Law Firm Warning Signs

A dynamic law firm growth tactic involves opening an office in a new geographic market.  To move a firm into virgin territory requires careful thought about issues that go beyond simply hiring new lawyers.  Indeed, expanding a firm’s footprint requires many considerations, including good intelligence about the new market’s practice characteristics, bar personality and mores,

Law firms that lack energy dim their prospects for the future.  Too often law firms pass over the issue of their own vibrancy (whether by a failure of recognition or simple indifference) and plod along without taking corrective action.  A becalmed law firm, especially in these times of legal industry disruption, is flirting with danger.

Law firms perpetually are in transition. In our changing legal environment, transition can arise when business strategy requires adjustment, merger is considered, layoffs are implemented, lateral hiring is pursued, leadership succession is at hand (see Cultivating the Next Generation), crisis arises or firm wind-up is decided and implemented.

In addressing any transitional event

At many law firms that recognize the need for succession planning, preparation for leadership succession receives too little attention. Succession planning can languish for various reasons. In some instances, the press of regular law firm business distracts existing leadership from the issue. In other cases, the topic is an uncomfortable one so discussions are avoided.

As December ends and January dawns, report cards on the legal profession are issued and crystal balls are studied. This year is no different with many articles offering assessments of the industry’s current state and its prospects.

Two pieces recently written about the industry’s present and the future are worth review. Mark A. Cohen’s Something’s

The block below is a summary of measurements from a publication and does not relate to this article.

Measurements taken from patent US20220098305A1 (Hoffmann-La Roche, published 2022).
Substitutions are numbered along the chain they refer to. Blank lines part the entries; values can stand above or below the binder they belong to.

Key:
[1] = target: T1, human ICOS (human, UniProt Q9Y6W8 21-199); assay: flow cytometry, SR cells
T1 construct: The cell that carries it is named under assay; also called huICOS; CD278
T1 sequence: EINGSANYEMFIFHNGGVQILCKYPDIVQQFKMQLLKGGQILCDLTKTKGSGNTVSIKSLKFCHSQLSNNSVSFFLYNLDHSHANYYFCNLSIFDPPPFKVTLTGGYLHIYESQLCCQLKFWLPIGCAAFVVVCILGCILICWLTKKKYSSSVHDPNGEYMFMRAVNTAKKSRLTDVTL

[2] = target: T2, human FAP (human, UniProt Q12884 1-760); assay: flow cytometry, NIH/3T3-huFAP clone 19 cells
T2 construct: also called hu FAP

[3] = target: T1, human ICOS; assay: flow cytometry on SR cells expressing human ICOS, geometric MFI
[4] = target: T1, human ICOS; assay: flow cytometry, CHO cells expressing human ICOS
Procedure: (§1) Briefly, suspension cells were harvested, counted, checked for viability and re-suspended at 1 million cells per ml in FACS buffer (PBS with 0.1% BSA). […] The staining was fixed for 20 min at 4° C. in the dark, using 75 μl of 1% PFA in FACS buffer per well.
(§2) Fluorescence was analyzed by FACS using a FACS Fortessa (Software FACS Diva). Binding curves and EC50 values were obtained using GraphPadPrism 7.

As the calendar year comes to a close, there is a lot to do at most law firms. Activities like collecting bills, distributing profits and casting next year’s budget can occupy many a leadership team. The tasks at hand can be time consuming and all engrossing. Given the importance of these short-term issues, thinking about

Hope is the denial of reality – Margaret Weis

As a law firm in decline continues to struggle, there are two primary scenarios in which denial furthers the rate, or degree, of decline:

  • undervaluing the risk associated with a significant undertaking; or
  • disregarding mounting evidence of decline.

Denying the Risk Associated With

Recent commentary on trends among law firms has highlighted the increasing popularity of requiring greater capital contributions from owners. As Law.com‘s Nell Gluckman notes, instead of capital requirements in the 20-25% range as was common for years, law firms more frequently are jacking up the owner capital requirements into the 30-35% level. In some

The American Lawyer article about recent attrition at Kirkland & Ellis gained attention in no small part because Kirkland’s reputation for success runs counter to the idea that people want to leave. While departures from even the most successful firms is inevitable, the depth of attrition at Kirkland reported by The American Lawyer was surprising.